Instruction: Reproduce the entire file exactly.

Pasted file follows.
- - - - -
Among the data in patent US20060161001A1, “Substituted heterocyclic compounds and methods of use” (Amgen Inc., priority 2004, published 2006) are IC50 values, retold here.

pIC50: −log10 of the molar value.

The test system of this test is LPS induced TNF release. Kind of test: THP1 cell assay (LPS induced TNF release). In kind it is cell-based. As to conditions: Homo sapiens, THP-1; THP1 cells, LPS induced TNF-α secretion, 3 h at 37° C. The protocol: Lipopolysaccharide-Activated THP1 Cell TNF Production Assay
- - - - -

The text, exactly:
Among the data in patent US20060161001A1, “Substituted heterocyclic compounds and methods of use” (Amgen Inc., priority 2004, published 2006) are IC50 values, retold here.

pIC50: −log10 of the molar value.

The test system of this test is LPS induced TNF release. Kind of test: THP1 cell assay (LPS induced TNF release). In kind it is cell-based. As to conditions: Homo sapiens, THP-1; THP1 cells, LPS induced TNF-α secretion, 3 h at 37° C. The protocol: Lipopolysaccharide-Activated THP1 Cell TNF Production Assay